In the video, Representative Jim Langevin claims that they were refused access because they didn’t have the right security clearance. It makes it all sound like a secret club. And indeed, the members of the HPSCI are known to be very cozy with the intelligence community. So the only way that we — the people — are ever going to get true oversight is if our elected representatives are allowed access to what is going on. This country hasn’t existed all these years without a religious test only to enact a backdoor security test. Our country’s politics are already overrun with boy and girl scouts. I don’t want to make it any worse.

Eventually, Griffith (the Republican) was granted access to the information she wanted — although it took over three months of pushing. Grayson (the Democrat), on the other hand, was never granted access. The committee claims that it has this right. Grayson disagrees, “The committee has no authority to make those kinds of distinctions. They’ve created two tiers for members of Congress. I’m not aware of any statutory authority for such a distinction; but it’s just a power grab as members of Intelligence and I have the same constitutional authority.” Of course. That’s the point. And remember: the Republicans in charge of the House of Representatives claim to be “Constitutional Conservatives.” But they are just entirely typical authoritarians.

Every time there is a major security leak, as we got with Edward Snowden and WikiLeaks, what we see is that the secrets have little or nothing to do with security. They are usually just embarrassing things and, above all, things they don’t want the American people to know. We’ve seen the same thing when old security documents are declassified — in the United States and in Russia. I understand that a certain level of secrecy is necessary in the world. But it is clear that we have far too much secrecy and that it is being used as a weapon against democratic control of the country. At the time of this nation’s formation, the concern was that the military would control the country. Now it seems we have the intelligence services controlling the government. And we don’t even know who or where they are.

There are obvious solutions to this problem. But they all depend upon the people of the United States waking up to the threat. Instead, they seem actively opposed to doing anything about it. We saw this last year when the people of Colorado decided to replace the excellent Mark Udall with the wingnut Cory Gardner. Well played people; well played.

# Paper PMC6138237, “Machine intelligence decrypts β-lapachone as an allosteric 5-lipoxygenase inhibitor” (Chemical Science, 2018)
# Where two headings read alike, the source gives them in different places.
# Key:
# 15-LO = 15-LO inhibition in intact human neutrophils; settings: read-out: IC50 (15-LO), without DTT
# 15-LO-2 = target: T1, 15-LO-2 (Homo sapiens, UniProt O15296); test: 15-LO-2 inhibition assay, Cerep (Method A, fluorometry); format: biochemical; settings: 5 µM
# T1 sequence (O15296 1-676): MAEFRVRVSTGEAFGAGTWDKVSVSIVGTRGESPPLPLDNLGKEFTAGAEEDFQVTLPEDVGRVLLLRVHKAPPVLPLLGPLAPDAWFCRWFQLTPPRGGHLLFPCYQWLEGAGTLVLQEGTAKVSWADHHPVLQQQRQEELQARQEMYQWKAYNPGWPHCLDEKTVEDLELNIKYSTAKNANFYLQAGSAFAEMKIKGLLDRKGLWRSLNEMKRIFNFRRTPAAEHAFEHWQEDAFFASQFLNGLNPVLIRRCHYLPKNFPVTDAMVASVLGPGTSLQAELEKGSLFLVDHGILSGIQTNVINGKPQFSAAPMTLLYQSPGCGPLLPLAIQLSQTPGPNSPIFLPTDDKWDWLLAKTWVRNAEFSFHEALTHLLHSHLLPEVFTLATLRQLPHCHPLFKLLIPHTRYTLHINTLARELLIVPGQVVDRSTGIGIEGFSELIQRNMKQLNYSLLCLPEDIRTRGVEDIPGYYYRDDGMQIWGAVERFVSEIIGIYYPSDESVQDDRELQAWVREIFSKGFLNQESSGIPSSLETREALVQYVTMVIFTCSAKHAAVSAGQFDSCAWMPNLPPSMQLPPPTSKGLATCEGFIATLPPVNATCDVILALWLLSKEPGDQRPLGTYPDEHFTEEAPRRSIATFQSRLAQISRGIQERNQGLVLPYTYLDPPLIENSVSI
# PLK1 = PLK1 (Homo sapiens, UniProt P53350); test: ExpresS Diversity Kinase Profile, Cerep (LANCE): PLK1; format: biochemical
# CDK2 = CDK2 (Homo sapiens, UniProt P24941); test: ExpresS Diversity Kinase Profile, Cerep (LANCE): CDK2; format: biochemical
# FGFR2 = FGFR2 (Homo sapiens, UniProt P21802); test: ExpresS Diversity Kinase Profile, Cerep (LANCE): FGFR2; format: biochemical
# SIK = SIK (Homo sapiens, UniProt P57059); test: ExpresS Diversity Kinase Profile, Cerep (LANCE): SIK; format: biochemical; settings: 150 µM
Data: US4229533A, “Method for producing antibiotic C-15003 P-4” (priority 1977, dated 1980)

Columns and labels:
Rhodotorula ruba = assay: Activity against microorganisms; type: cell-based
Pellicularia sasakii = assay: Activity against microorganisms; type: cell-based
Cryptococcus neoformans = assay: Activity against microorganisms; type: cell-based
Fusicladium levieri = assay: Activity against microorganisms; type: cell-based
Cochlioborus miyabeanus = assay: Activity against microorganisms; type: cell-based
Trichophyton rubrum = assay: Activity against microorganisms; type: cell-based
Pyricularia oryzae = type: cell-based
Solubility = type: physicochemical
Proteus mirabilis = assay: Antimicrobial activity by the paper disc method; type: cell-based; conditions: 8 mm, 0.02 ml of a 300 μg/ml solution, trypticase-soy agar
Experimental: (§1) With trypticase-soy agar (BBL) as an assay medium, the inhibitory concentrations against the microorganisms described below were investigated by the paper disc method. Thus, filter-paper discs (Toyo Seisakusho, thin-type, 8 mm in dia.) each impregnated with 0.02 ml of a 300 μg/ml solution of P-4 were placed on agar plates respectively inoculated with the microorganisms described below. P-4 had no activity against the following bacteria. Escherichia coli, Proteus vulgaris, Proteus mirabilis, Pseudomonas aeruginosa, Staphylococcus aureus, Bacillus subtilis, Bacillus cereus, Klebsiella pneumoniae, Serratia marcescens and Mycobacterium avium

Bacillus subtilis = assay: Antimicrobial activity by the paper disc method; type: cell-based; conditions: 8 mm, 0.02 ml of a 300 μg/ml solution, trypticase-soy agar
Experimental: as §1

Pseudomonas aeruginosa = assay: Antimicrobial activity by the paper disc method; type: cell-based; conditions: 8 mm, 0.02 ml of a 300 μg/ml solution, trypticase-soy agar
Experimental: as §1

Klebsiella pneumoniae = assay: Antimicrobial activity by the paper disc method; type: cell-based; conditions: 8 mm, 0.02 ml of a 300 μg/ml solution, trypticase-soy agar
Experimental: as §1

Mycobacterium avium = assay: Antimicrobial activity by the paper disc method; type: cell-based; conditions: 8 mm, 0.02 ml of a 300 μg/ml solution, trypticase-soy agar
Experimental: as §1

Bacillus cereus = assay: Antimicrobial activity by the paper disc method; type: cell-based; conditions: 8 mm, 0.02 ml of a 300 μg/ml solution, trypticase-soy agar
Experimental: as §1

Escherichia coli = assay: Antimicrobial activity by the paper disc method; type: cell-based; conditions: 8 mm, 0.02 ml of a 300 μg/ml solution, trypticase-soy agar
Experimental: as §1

Morning Music: George Ezra

Wanted on Voyage - George EzraAs everyone who reads this site should know, I’m not up on pop culture. So when my sister mentioned the George Ezra song “Budapest,” I had never heard of it, even though it has over 38 million views on YouTube. Ezra is really not bad, which is helpful to me since I mostly assume only total crap can be popular. (This is because I am an old man and thinking that society is in decay is a contractual obligation.)

Ezra wrote the song “Blame It on Me” with Joel Pott. It’s a very compelling tune. The lyrics are evocative, but not detailed enough to extract much in the way of meaning. But it’s a pleasant song.

Anniversary Post: Oscar Wilde’s Arrest

The Picture of Oscar WildeOn this day in 1895, Oscar Wilde was arrested for the crime of sodomy. It’s an outrage, of course. Just the same, Wilde brought it on himself. The Marquess of Queensberry left a note for Wilde at his club, which read, “For Oscar Wilde, posing sodomite.” So Wilde sued him for criminal libel. Of course, Wilde was a sodomite. And the Marquess had no trouble finding male prostitutes who would testify to that fact. So Wilde lost the case.

Immediately after that, a warrant was issued for Wilde’s arrest. He went to court and lost. He was given two years in prison, although the judge believed that the acts were so vile that they deserved far more than that. After serving the full sentence, Wilde went to France, where he should have gone long before. He died about three years later, his health having certainly been compromised by his time in prison.

Pretty much everyone today sees the treatment of Wilde as ridiculous. I think it is interesting, because drug users are treated exactly the same way today. And what is the difference? In both cases it is private behavior. But things have reversed over time. In 1895, opium use was generally considered a bad habit — much like tobacco is today. But homosexuality was seen as a grave threat to society. Today it is drug use that will destroy society. There is really nothing but bigotry behind both positions.

We mark this day as the start of the persecution of Oscar Wilde. The only thing that has changed is which people the UK government persecutes.